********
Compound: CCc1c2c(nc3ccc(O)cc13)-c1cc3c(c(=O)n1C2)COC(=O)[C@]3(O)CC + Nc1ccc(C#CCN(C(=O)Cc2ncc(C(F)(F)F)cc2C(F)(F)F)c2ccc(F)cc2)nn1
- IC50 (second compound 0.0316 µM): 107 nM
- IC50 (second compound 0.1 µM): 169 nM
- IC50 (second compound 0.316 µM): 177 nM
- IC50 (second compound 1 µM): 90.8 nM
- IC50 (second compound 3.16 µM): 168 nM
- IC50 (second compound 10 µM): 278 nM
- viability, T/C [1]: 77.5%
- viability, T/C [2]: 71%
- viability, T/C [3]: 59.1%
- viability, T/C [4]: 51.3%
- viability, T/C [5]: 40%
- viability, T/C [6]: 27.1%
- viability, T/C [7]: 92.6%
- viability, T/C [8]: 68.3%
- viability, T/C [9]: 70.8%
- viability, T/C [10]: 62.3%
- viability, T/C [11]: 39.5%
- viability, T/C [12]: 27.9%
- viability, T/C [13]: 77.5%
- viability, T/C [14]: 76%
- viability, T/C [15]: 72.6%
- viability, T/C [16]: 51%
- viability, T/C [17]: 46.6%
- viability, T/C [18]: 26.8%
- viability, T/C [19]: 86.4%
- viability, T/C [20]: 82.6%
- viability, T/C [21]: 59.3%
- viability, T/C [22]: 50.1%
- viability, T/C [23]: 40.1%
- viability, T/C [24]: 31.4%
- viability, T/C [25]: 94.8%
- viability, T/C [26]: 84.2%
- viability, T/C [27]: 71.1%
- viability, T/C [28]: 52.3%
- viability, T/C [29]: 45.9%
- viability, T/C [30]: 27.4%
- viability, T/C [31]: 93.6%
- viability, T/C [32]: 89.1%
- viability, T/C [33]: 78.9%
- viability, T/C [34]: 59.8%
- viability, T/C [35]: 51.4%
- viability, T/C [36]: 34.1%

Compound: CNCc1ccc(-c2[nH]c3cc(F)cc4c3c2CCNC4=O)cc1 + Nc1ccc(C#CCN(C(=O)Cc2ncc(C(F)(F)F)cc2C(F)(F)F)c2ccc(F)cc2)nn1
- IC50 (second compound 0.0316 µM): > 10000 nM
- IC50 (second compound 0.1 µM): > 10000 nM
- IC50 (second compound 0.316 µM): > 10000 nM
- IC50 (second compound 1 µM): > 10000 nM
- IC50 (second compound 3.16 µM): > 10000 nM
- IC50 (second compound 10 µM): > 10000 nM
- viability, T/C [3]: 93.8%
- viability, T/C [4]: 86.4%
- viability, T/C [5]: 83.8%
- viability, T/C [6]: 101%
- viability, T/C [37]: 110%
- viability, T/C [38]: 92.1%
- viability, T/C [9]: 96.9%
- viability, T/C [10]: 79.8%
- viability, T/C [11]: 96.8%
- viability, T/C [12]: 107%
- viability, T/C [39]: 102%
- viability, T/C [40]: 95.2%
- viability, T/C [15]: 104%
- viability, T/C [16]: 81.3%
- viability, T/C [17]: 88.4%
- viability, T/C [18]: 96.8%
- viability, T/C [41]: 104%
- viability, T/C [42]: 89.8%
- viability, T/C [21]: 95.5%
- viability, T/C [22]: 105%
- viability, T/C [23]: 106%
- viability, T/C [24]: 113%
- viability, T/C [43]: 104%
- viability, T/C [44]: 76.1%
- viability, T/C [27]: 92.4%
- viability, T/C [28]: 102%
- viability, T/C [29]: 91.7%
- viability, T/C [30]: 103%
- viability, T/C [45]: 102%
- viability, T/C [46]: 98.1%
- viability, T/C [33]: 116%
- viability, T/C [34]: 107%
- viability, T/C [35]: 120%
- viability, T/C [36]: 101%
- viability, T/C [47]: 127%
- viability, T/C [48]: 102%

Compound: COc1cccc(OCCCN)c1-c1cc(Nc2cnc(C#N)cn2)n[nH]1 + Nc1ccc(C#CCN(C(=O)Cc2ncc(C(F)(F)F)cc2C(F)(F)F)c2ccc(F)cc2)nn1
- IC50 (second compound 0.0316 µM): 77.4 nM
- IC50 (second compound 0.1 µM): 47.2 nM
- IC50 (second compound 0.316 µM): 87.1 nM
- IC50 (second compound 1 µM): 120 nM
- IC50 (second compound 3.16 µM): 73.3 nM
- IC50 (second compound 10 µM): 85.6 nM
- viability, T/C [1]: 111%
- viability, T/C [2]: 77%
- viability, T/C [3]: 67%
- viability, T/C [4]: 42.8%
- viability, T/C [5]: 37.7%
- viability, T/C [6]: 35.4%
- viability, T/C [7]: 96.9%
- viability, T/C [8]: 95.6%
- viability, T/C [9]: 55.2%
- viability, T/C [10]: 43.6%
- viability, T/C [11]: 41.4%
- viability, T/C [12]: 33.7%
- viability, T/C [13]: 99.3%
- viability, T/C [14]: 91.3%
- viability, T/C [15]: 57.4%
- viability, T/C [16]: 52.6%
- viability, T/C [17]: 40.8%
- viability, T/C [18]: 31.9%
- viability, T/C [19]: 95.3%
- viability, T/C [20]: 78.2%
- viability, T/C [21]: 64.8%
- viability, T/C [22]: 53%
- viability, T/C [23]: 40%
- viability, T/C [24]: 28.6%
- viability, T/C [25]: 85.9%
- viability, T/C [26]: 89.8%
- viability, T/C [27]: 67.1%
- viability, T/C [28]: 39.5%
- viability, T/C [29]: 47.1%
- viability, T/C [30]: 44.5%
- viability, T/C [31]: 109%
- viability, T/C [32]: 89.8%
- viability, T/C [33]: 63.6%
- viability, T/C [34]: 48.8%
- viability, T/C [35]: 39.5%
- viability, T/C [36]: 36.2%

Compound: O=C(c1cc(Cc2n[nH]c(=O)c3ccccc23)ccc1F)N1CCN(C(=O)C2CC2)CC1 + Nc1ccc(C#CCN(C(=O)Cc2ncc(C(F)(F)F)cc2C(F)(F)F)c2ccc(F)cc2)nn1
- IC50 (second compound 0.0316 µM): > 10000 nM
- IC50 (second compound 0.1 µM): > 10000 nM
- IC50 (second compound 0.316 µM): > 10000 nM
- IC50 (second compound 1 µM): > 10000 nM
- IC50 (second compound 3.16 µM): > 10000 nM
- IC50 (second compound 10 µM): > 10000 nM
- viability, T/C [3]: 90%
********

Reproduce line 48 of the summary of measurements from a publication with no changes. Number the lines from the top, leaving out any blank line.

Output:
- IC50 (second compound 1 µM): > 10000 nM